In Issue #115 of Singletrack Magazine, Wil and the team tested and reviewed eight powerful trail brakes.
As part of the test process, we took all eight brakes down to Wales for three solid days of back-to-back testing on the slatey, unforgiving, high-speed trails of Antur Stiniog. Each brake was set up with 180mm rotors front and rear, and we left the hoses uncut to ensure the factory bleed was retained. Once we’d had sufficient comparative test time on all the brakes in a controlled environment, we then returned to Calderdale to continue testing each brake individually on more familiar home trails.
At the end of testing, we had four awards to hand out, including Best Engineered, Easiest To Live With, Best Feel, and Best Overall.
Winner Of Easiest Brake To Live With: Shimano Zee
It’s all well and good having disc brakes that look pretty, or can melt your face off with their stopping power, but it all amounts to nought if those brakes give you nothing but grief on the trail. If you’re someone who likes to travel with your bike, having a reliable brake that’s easy to maintain and service can go a very long way to retaining your sanity.
Since the XTR M980 groupset launched way back in 2010, Shimano has built itself an enviable reputation for its hydraulic disc brakes, particularly when it comes to brake feel and reliability. Well, for the most part anyway. We have experienced a few somewhat unsettling moments with the latest M9000 XTR and M8000 XT stoppers, with certain sets occasionally plagued by a weird variable bite point.
Thankfully, the Zee stoppers on test have not given us such troubles. And from a reliability and ease of use perspective, these are no doubt the easiest to live with brakes from the whole group test.
Shimano Zee Specifications
- Quad-piston calliper brakes for Trail/All Mountain/Downhill use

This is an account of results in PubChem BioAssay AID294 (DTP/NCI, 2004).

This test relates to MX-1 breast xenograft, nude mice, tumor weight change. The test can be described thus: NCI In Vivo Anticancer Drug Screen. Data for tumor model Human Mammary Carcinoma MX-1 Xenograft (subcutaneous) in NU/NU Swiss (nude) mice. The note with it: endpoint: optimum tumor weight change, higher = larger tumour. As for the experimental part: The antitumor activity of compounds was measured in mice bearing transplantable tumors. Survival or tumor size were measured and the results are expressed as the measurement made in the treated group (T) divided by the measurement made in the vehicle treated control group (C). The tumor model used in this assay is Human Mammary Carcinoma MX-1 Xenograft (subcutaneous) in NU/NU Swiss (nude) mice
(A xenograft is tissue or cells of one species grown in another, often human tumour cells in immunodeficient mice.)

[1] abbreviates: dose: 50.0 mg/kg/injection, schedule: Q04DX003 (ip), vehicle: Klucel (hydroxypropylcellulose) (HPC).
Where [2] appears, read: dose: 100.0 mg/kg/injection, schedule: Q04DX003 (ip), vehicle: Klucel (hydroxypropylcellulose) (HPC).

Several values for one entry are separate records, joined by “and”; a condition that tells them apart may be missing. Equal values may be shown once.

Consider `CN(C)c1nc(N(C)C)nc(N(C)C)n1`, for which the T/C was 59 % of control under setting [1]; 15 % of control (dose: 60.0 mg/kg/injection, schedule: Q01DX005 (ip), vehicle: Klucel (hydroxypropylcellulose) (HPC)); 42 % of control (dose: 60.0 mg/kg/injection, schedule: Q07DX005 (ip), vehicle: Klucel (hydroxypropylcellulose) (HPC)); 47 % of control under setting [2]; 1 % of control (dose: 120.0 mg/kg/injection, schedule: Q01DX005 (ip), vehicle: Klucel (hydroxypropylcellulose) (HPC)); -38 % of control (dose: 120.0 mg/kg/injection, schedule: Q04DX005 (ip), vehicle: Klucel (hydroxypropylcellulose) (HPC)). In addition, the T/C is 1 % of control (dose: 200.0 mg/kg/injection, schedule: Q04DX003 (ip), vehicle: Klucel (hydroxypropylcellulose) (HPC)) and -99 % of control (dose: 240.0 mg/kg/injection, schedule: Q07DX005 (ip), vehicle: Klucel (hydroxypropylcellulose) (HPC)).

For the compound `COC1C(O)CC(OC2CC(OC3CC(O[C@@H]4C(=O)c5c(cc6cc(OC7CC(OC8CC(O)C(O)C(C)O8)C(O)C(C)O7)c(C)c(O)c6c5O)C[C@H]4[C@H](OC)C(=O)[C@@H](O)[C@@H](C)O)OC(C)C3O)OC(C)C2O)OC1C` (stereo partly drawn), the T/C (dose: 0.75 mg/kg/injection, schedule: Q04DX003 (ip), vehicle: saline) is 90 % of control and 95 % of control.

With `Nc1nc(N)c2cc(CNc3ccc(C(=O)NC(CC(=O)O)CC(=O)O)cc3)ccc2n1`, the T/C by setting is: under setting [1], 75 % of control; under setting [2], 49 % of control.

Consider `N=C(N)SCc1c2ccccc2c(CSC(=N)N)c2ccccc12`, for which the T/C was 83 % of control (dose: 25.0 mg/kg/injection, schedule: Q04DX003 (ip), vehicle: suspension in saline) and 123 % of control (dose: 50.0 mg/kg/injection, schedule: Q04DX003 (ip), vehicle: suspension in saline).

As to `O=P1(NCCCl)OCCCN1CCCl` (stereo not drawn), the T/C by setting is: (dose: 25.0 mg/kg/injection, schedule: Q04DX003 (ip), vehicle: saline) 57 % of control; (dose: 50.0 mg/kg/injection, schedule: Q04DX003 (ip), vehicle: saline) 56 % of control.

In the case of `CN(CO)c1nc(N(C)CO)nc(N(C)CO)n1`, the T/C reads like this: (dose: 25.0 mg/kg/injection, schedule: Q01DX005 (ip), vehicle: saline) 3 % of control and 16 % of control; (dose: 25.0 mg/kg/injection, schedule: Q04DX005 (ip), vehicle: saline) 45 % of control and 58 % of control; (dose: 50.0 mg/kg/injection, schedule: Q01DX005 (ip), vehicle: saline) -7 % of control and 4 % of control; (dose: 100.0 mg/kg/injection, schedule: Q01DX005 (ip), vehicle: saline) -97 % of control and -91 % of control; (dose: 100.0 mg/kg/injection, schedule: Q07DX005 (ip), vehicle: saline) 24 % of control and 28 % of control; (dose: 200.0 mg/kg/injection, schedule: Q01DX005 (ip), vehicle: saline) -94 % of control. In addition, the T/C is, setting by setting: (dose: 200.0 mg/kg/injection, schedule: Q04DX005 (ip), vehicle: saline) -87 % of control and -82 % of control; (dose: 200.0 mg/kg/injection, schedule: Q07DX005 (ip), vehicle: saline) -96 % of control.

- Lever blade: Forged alloy
- Lever body: Forged alloy
- Ambidextrous: No
- Adjustments: Tooled lever reach
- Callipers: Forged alloy quad-piston
- Piston diameter: 16/18mm
- Piston material: Ceramic
- Stock pad compound: Resin (Metal sintered available separately)
- Fluid: Mineral Oil
- Rotor options: 160, 180, 200mm sizes in 6-Bolt and Centerlock options
- Actual weight: 310g (front) & 326g (rear)
- RRP: £134.99 per end (without rotors and adapters)
With Zee being to Saint what SLX is to XT, what you’re looking at here is essentially a set of Saint brakes that have had some of the bells and whistles trimmed off. You don’t get the fancy finned brake pads or a tool-free reach adjuster, and the lever is essentially the same as SLX (whereas the Saints get an XTR-level lever). But, otherwise, that’s kind of it.
There’s the same chunky four-piston Saint calliper, which uses a pair of 16mm and 18mm diameter pistons that are made of a ceramic material to insulate the calliper from heat generated by the pads and rotor. Compare that to the 22mm diameter pistons used in the two-pot SLX brakes, and you’ve got nearly a 20% increase in piston surface diameter to put more pressure onto the pads and rotor. Add in the wider pads, and there’s a substantial increase in friction available to scrub off speed.